Lions' Jim Bob Cooter blocking out chatter about his job status

ALLEN PARK, Mich. -- Jim Bob Cooter, in the middle of a 20-minute session with the media Monday night that was peppered with questions about his job security, the play of his quarterback, Matthew Stafford, and the performance of the Detroit Lions offense he created, offered a bit of levity.

As he faced question after question about topics he clearly didn’t want to talk about, he admitted he knew he was evading the questions from the media and that he was doing a pretty good job of it.

But the reality is, Cooter understands why the questions are coming. He understands the criticism that he’s been taking. Not that he says he hears much of it other than what’s asked during his weekly sessions with the media.

"I believe a couple years into this thing, starting to get a feel for how you guys work and what your job entails and what you got to produce and all that. Now do a pretty good job of staying away from some of those talk radio shows and all that stuff that you guys talked about earlier," Cooter said. "But my job is to help our offense move in the right direction to help our team win games. It is on me to improve during the year, to find problems, to find weaknesses and improve those.

"At the end of the day, I think a lot of my job is problem-solving. What is the problem? Can I fix it? It could be something really, really small and you fix it in Week 2 and it never rears its head again. If you don’t fix it in Week 2, something bad happens in Week 8. Those types of things happen in my profession. So yeah, it is my job to fix those problems. It is my job to recognize certain things and sort of improve those. If I’m not improving things with our offense as the year goes, we’re not really doing our job."

It's tough to say the Lions have improved this season. Cooter didn’t want to make year-over-year comparisons from his two prior full seasons as Detroit’s offensive coordinator. The numbers show that it hasn’t been markedly different.

The yards per game this season (342.7) is the highest it's been under Cooter, although the yards per play (5.36) is the lowest. The rushing yards per game (101.4) and per carry (4.29) are massively better this season.

His team’s passing yards (241.4), yards per pass attempt (6.44), interception rate (2.7), third-down conversions (37.6 percent) and red-zone efficiency (51.4 percent) are all the lowest of any year he’s been the coordinator.

The offensive points per game (21 this season, 20.06 in 2016 and 22.56 in 2017) are all pretty close. So perhaps it’s tough to judge Cooter, although it’s clear his quarterback, Matthew Stafford, is regressing and that compared to offenses around the league, his unit is not keeping pace.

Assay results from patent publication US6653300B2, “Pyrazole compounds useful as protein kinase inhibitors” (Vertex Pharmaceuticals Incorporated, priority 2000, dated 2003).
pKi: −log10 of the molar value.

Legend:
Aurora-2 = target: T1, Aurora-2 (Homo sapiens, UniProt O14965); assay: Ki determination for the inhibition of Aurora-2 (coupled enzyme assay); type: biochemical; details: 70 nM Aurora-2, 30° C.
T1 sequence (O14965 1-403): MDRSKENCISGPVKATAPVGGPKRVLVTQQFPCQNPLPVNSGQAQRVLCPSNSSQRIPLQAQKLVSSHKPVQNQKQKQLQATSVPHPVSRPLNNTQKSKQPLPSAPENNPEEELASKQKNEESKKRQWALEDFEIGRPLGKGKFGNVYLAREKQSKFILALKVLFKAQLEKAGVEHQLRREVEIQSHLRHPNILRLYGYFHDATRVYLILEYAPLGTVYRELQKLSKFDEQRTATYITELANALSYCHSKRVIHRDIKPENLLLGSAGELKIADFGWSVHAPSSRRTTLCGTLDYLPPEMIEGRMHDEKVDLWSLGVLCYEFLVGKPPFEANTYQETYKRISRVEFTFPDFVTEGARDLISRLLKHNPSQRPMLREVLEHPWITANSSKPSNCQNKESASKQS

So does he think he’s improved?

"It is my goal to continuously improve, day after day after day, week after week, month after month. It’s not my goal to stand up here and say look how much I have improved or haven’t or whatever," Cooter said. "But I’m certainly trying to get better. There’s a lot of different assets or facets of this game where I’m looking to improve, looking to do a better job. It’s a fascinating game when you get really in-depth with it, in-depth with the strategy, with the psychology, with the people dealing with different types of guys, people that grew up in different environments.

"It’s a really interesting job, one I really enjoy, and I am working really hard to get better every single day. Whether or not that is happening, I’ll let you guys write the story."

The story of the Lions' season has been as such: uncompetitive in multiple games, a quarterback who has appeared to struggle in an offense that isn’t keeping pace with the rest of the league. Cooter’s offense doesn’t rank in the top 10 in any major statistical category other than time of possession (fifth, 31:22).

The Lions are 4-7 and are last in 11 offensive categories, according to ESPN Stats & Information. Defensively, Detroit isn’t much better, ranking in the top 10 just in sack percentage (9.8) but last in almost every major category.

But Cooter is the one under fire because the offense was supposed to be the better unit as the defense went through an overhaul. It has the franchise quarterback in Stafford. It started the season with perhaps the best receiving trio in the league (now down to just Kenny Golladay after Golden Tate was traded and Marvin Jones was placed on injured reserve) and had much of the free agency investment and draft capital in the run game and offensive line.

And it just hasn’t worked. So Cooter’s job status is in question. The results haven’t been there in 2018. And just as he did with questions about his quarterback and his offense, he evaded what he truly thought about that as well.

"I try to figure out how many radios and Internets and newspapers I can get around my office so I can really soak all that stuff up," Cooter said, sarcastically. "I mean, really, it’s the same thing I’ve said a couple times. The reality of the situation is that this league is a week-by-week, year-by-year league. You’re kind of judged on your results.

"We want better results. Our goal is to play better offensively to help our team win games, so it’s probably not very wise for me to worry about all the sort of outside talk or all the speculation. It’s pretty wise for me to get ready for the next opponent and evaluate our offense, what we can do better, what we should do better and how we can kind of improve as the year goes."